Likewise, both Raptor and mTOR phosphorylation were increased in obese mice,
indicative of mTORC1 activation. The functional relevance of this for control of hepatocyte growth was evident by enhanced phosphorylation of both 4E-BP1 and elF-4B, which are the key downstream targets of mTOR that control growth, protein synthesis, cell proliferation and cell survival. In order to gain further evidence for the role of mTOR signaling in tumor cell growth, Barasertib manufacturer we treated primary HCC cells derived from DEN-injected foz/foz mice with rapamycin. MTT assay revealed that rapamycin markedly decreased HCC cell viability after 48 hours treatment in dose-dependent manner vs control. Further, rapamycin reduced levels of phospho-mTOR, phospho-4E-BP1 and phospho-p70S6K protein expressions, leading to down-regulation of cyclin D1 and cyclin E. These results further support the crucial role of mTORC1 pathway in hepatocyte growth and proliferation. Conclusions: Enhanced growth of dysplastic hepatocytes in the early stages of obesity-accelerated hepatocarcinogenesis is associated with hyperinsulinemia and hyperglycemia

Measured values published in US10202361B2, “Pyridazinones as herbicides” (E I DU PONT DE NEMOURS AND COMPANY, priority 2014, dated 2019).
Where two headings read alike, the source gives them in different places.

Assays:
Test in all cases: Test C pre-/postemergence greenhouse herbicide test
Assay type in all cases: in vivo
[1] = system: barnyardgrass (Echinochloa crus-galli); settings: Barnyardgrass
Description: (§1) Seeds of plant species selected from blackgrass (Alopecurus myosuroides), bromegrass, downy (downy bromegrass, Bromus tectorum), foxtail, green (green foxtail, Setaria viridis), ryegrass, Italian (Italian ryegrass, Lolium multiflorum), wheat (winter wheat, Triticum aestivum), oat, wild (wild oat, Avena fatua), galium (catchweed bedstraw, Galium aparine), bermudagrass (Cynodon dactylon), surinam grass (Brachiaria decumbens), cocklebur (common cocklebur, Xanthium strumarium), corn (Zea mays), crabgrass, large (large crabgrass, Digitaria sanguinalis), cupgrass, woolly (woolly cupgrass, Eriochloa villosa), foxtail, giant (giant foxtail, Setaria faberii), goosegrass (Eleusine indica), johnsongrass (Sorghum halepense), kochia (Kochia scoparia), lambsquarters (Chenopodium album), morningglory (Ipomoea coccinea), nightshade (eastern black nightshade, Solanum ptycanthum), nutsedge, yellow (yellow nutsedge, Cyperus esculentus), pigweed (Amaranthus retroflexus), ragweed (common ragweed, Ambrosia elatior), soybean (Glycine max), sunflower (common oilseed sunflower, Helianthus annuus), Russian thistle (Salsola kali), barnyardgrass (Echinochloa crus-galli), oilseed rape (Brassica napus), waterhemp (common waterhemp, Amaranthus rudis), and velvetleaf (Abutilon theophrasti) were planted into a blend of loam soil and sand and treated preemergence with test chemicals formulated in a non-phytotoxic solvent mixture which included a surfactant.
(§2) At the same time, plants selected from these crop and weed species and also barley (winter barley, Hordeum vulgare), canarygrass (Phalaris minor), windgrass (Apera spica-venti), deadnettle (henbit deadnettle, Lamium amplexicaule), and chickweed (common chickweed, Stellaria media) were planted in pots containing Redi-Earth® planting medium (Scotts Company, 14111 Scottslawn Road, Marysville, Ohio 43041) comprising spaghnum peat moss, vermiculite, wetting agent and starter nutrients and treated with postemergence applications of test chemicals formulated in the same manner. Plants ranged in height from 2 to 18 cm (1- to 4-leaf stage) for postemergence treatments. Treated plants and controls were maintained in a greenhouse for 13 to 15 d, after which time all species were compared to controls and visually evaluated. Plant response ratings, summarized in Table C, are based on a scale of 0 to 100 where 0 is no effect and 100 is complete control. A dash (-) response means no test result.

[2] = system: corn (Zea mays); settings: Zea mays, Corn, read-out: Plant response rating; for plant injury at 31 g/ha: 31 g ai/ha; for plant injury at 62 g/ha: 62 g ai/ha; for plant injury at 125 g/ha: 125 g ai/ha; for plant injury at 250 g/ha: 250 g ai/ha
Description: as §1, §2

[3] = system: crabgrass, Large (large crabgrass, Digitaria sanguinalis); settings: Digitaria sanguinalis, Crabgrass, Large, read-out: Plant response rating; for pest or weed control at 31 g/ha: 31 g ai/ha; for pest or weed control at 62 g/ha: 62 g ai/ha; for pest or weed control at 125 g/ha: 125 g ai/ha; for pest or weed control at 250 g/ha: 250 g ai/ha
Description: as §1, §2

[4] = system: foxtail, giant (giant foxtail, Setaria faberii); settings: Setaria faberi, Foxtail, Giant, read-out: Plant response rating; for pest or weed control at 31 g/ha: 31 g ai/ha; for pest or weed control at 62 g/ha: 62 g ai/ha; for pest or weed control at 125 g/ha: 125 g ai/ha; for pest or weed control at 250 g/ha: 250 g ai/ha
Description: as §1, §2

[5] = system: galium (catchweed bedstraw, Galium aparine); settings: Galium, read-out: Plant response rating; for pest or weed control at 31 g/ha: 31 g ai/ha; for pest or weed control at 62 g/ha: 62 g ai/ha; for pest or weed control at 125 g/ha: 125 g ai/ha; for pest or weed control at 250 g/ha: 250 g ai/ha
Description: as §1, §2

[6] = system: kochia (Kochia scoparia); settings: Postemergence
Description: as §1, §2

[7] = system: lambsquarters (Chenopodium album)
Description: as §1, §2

that induces and activates the Akt/mTOR pathway to promote hepatocyte growth in obese-diabetic mice with HCC. AS WILKINSON,1,2 KR BRIDLE,1,2 LJ BRITTON,1,2 mTOR inhibitor LA JASKOWSKI,1,2 LM FLETCHER,3 VN SUBRAMANIAM,1,4 DHG CRAWFORD1,2 1School of Medicine, The University of Queensland, 2Gallipoli Medical Research Foundation, Greenslopes Private Hospital, 3Department of Gastroenterology MCE公司 and
Hepatology, Princess Alexandra Hospital 4The Queensland Institute of Medical Research, Brisbane, Australia Introduction: Iron and/or HFE mutations have been proposed as having an important role in the progression of liver disease in subjects with non-alcoholic fatty liver disease (NAFLD). Previous work in our laboratory has shown a greater severity of injury in Hfe-/- mice fed a high calorie diet (HCD) compared with wild-type mice. We examined the contribution of iron to the development of steatosis in an animal model of haemochromatosis by feeding mice an iron-deficient diet followed by exposure to a HCD. Methods: Hfe-/- mice were fed either a control diet, HCD, iron-deficient control diet (Fe-Def control) or iron-deficient HCD (Fe-Def HCD) for 8 weeks (n = 10 per group). Livers were analysed for their hepatic iron concentration (HIC) and quantitative expression of iron metabolism genes by real-time PCR. Histological parameters were staged and graded by a specialist liver pathologist in a blinded fashion. Results: Visceral adipose tissue (VAT) and liver weights were increased in Hfe-/- mice fed HCD compared to the control diet (Figure 1A). Interestingly, mice fed the iron-deficient HCD had significantly lower liver weights compared to the mice fed HCD (Figure 1B).